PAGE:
Suddenly, El Capitan is going muy loco, yelling something in Spanish that sounds like, “hey, el dumbo americano japoneso dude, wake up, el grande de grande pesce hook-up ahora!”

My Cerveza Brain is not quite functional yet so our son, cool kid that he is, is saying, “grandpa, you take it! now!”

Dad, having the chased away all the fish three hours ago, is doing a classic Nisei jap “enryo” thing and demurring shyly. Even Cerveza Brain recognizes this and thinks, “Dad, demure doesn’t work for you,” and finally conscious control returns and I yell, “dad, take it!”

Dad knows what to do. Pull, pull, pull, reel in, reel in, reel in.

But this is the fish of a lifetime.

Big. Heavy. Fast. Ready to kick ass.

After 20 minutes, Dad’s smile has faded and it’s become a battle of wills. I see drops of blood dripping from his fingers but neither he nor I mention it.

El Capitan knows his caca and is turning the boat away from the fish to keep the line taut. The deckhands are keeping a close watch on Dad, the fish, and the expensive equipment that might end up in the azure waters off Cozumel.

My wife, my son, and I are cheering Dad on, doing the “wave,” and sacrificing virgins to the gods of big-ass fish.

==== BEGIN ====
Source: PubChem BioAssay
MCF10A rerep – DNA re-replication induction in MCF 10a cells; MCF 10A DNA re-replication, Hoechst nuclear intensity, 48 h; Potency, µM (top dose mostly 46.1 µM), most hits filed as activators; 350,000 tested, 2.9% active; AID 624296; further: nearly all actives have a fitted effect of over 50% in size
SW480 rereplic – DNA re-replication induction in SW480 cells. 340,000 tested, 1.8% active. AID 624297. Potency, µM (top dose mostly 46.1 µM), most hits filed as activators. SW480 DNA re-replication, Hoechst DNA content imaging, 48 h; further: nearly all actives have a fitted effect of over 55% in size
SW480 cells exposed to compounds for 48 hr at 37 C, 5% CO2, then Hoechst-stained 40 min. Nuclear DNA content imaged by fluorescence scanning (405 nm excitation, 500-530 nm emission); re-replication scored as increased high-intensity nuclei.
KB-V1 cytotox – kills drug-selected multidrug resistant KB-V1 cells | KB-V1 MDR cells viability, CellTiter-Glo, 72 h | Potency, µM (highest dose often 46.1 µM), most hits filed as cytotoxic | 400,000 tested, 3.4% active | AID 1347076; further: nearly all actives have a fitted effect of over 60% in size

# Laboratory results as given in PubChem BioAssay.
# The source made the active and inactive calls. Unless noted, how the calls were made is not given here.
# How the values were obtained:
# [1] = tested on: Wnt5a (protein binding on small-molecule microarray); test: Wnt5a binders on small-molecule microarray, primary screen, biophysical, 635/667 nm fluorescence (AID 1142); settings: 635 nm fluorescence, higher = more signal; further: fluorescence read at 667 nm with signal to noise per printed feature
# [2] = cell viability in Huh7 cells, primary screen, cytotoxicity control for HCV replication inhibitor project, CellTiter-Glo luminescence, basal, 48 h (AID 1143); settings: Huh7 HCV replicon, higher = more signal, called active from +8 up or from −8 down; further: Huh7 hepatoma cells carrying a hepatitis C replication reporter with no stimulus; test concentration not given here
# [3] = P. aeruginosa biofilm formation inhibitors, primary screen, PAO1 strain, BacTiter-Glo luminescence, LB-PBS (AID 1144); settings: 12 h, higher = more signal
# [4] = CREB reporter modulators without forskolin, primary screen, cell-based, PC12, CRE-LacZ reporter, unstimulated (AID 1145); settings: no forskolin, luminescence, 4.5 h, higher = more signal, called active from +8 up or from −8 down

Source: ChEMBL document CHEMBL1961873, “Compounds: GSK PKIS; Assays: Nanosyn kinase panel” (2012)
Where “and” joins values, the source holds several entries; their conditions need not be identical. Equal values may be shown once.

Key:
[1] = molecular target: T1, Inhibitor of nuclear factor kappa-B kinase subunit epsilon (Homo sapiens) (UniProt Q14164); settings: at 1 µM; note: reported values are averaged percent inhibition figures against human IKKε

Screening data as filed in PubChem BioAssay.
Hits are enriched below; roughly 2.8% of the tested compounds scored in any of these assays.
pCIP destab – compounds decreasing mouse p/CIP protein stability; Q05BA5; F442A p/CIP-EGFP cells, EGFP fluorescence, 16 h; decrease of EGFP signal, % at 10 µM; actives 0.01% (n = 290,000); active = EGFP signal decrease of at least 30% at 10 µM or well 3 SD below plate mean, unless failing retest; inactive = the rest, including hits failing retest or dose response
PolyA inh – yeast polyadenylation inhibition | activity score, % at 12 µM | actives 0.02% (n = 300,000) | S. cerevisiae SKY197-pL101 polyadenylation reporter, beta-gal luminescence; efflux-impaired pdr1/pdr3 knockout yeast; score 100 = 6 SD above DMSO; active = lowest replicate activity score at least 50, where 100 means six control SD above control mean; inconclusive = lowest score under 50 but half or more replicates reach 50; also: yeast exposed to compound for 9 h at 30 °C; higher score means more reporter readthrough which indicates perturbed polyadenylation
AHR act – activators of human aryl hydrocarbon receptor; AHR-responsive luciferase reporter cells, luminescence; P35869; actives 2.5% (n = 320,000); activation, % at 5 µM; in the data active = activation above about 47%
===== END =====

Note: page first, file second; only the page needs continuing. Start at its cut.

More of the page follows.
Suddenly, an incredible silver missile explodes out of the water! And then it’s gone. The line goes slack. Has Dad let the big one slip away? The deckhands are stunned into silence.

Dad, master fisherman and old man of the sea, smiles. He’s seen this one before. He waits.

Wham! The tip of the pole nosedives, the reel screeching, but Dad is ready. Leveraging decades of tossing lawnmowers into his old Ford pickup, Dad plants his feet, sets his back, and puts his whole body into it, and sneers with an evil grin, “who’s your padre now, el señor fish?”

The fish knows. This is the end. El ultimo finito.

The deckhand grabs the gaff, leans over, and throws out his back pulling up the biggest, brightest, bluest-striped fish I’ve ever seen. In fact, the biggest fish I’ve ever seen out of the water.

The 53-inch Wahoo, the biggest of the season, has conceded defeat to gracefully to Dad, Master Fisherman and The Old Man of the Sea.

The Wahoo’s spirit touches Dad’s for a moment, and the Wahoo goes off to join the other fish in that place where all fish swim happily in peace for eternity.

My wife and son are bouncing up and down, doing the banzai dance, “oh boy, we can eat sashimi until we burst!”

I don’t have the heart to tell them you don’t get to eat the big one because I want to have it mounted so Dad can put it on the wall at home.

Cerveza Brain is having a grand ol’ time handing out tips the size of the GDP of Mexico to El Capitan and crew. It’s obvious they’re having a ball, except for the one who threw out his back hauling the Wahoo on board. Clearly they get bragging rights, a commission from the agent for the company that mounts these things, and some extra cash to buy a Nintendo para los niños.

They feel so good in fact that they share the Dorado with us (traditionally the crew takes home the fish on a charter), so my wife and son did get to burst their bellies with freshly caught sashimi that night!